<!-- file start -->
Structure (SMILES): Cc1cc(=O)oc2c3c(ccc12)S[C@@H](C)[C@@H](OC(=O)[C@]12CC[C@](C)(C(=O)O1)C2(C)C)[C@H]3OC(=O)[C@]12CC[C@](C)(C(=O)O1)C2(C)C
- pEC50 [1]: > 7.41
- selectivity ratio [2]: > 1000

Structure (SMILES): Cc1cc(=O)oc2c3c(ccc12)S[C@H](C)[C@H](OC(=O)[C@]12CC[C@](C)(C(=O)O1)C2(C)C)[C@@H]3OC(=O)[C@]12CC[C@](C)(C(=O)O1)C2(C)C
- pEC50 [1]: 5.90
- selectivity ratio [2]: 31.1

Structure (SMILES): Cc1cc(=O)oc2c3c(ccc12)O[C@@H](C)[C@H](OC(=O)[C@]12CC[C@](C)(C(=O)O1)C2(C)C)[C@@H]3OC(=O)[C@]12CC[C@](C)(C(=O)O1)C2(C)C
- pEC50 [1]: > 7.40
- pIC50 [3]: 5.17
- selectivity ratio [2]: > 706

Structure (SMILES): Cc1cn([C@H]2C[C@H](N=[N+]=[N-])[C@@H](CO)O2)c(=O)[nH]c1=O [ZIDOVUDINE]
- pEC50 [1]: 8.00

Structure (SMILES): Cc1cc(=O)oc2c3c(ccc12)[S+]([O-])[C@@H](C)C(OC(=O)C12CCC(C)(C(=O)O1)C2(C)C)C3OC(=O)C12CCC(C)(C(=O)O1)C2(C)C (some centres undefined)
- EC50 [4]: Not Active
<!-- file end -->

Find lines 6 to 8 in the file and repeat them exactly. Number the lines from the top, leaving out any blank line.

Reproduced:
- selectivity ratio [2]: 31.1

Structure (SMILES): Cc1cc(=O)oc2c3c(ccc12)O[C@@H](C)[C@H](OC(=O)[C@]12CC[C@](C)(C(=O)O1)C2(C)C)[C@@H]3OC(=O)[C@]12CC[C@](C)(C(=O)O1)C2(C)C
- pEC50 [1]: > 7.40